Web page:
I WAS STANDING IN A DARK, cavernous shed in South India piled high with burlap bags of peppercorns, thinking about a love scene in Salman Rushdie's novel The Moor's Last Sigh. It's in a hot Cochin warehouse like this one, filled with pepper dust and rows of bulging sacks, that the beautiful spice heiress seduces the dashing duty manager. The pair consummate their love atop bags of Malabar pepper, mingling the edible with the erotic in a coupling destined to be remembered ever after as "pepper love."
My visit to this warehouse--the last stop on a 10-day journey through Kerala, in southwestern India--was inspired by my passion for pepper. Having grown up in America, I didn't really discover peppercorns until 10 years ago, when my parents brought a jar of them home from my Aunty Kamala's garden in India. I cracked open a few and popped them into my mouth--and ever since then I have looked for ways to feel that bite on my tongue. I've ground black pepper coarsely to make my father's spicy chickpeas. I've mixed it, finely ground, with other spices in my morning tea. I've patted it, coarsely crushed, on pork tenderloin to make a fiery crust. I've even added it to pound cake, blending buttery, sweet and spicy flavors. And so recently, when I traveled to South India to visit my relatives there, I spent a good part of my time in search of pepper.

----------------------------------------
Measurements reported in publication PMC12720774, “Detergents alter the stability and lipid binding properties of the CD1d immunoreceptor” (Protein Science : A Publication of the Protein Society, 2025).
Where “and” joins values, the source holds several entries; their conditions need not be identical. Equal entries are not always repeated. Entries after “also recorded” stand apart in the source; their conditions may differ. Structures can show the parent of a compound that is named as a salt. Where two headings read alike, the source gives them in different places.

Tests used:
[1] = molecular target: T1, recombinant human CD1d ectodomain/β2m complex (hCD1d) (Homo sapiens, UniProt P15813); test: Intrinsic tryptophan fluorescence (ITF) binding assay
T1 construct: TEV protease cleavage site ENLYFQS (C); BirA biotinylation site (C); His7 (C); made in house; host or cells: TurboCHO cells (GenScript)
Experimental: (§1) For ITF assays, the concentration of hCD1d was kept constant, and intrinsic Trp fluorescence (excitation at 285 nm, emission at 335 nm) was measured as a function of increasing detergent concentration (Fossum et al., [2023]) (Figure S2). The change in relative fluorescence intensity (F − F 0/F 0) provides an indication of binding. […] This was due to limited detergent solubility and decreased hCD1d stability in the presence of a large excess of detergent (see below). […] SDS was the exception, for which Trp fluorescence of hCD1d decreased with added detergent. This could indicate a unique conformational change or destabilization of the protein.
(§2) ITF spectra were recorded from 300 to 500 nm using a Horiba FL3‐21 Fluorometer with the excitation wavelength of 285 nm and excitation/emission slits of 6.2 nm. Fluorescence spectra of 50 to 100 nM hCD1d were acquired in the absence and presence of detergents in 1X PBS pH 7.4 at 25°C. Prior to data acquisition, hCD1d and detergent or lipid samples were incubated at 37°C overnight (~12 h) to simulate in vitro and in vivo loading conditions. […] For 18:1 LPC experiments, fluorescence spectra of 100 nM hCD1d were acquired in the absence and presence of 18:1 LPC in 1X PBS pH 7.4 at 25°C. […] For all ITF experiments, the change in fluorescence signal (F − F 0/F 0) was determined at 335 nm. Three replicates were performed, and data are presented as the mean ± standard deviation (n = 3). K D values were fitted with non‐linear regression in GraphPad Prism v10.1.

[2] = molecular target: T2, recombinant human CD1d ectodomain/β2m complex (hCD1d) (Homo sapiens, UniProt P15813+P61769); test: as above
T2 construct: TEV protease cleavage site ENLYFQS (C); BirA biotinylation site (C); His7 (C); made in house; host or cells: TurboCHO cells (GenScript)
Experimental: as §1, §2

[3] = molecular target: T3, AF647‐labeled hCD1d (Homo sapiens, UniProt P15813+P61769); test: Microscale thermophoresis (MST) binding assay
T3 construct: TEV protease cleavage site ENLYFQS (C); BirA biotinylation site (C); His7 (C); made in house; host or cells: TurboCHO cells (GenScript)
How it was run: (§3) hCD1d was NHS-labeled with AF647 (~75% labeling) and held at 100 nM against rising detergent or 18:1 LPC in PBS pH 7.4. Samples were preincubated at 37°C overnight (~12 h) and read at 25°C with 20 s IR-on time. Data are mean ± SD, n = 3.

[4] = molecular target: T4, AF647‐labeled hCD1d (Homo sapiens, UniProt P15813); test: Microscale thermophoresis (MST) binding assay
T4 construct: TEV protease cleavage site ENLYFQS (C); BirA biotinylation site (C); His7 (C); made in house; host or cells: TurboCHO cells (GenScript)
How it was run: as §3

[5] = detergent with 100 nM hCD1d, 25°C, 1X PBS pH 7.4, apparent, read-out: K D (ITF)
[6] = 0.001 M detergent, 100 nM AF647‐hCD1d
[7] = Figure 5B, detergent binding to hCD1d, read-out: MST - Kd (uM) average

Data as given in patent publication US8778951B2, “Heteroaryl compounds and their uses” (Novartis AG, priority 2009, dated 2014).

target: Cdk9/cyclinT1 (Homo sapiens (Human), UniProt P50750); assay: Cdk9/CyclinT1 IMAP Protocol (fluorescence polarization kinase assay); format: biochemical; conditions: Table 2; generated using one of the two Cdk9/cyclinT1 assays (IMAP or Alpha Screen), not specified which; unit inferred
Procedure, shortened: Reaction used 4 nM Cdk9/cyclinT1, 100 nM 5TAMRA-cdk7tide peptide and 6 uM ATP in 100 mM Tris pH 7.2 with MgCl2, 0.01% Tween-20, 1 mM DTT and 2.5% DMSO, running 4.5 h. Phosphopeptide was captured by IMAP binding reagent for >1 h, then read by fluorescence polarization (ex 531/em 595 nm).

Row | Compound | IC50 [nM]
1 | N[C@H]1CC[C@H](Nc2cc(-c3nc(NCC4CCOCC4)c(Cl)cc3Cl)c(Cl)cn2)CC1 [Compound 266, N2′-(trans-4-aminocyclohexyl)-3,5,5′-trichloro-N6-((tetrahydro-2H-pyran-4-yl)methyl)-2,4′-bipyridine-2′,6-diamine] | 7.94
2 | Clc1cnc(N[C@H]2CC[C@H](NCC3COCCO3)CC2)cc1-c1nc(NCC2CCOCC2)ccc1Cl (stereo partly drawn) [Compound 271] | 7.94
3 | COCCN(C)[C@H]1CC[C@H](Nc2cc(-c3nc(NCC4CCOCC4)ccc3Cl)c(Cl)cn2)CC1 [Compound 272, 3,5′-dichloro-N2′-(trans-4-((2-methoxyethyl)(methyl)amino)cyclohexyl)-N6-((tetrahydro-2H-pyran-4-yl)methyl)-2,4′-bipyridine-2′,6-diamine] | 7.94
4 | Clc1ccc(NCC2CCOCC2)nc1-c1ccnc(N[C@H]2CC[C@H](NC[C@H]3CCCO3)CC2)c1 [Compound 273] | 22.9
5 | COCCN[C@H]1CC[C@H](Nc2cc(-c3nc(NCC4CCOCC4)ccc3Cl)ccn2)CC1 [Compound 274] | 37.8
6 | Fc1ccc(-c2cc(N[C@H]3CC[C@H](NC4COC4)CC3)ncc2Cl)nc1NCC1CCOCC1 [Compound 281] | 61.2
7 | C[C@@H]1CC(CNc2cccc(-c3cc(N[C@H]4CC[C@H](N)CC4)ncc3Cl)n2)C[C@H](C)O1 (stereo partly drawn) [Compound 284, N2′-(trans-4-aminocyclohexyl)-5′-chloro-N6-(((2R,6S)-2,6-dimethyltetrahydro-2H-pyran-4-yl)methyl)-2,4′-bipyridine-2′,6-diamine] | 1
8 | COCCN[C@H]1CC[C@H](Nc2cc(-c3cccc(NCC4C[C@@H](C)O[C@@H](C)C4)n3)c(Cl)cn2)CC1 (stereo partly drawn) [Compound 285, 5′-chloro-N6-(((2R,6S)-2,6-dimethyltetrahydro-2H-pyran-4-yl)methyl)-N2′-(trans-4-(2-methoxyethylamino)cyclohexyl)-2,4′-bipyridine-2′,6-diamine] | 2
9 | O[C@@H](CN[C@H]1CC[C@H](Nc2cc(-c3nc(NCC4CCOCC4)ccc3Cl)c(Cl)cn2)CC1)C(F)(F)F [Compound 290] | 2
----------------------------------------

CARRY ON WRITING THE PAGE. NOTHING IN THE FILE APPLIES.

My tour began with a dusty four-hour drive from Kottayam, where Aunty lives, into the mountains of eastern Kerala. They're called the Cardamom Hills, but they're also dense with pepper. My driver and I were in an Ambassador, the classic tank of a national car, which isn't known for its shock absorbers, and we were traveling on what could generously be described as a two-lane road, a thoroughfare for trucks barreling down the hills laden with tea, coffee and spices. I distracted myself with the scenery, which soon changed dramatically from the coconut groves of Kottayam to wide valleys blanketed with tea plantations. The air was fresh and became blessedly cooler as we made our ascent. Soon we were cutting through steep red hills on an increasingly winding road that we shared with water buffalo, schoolchildren and large mats spread with drying peppercorns.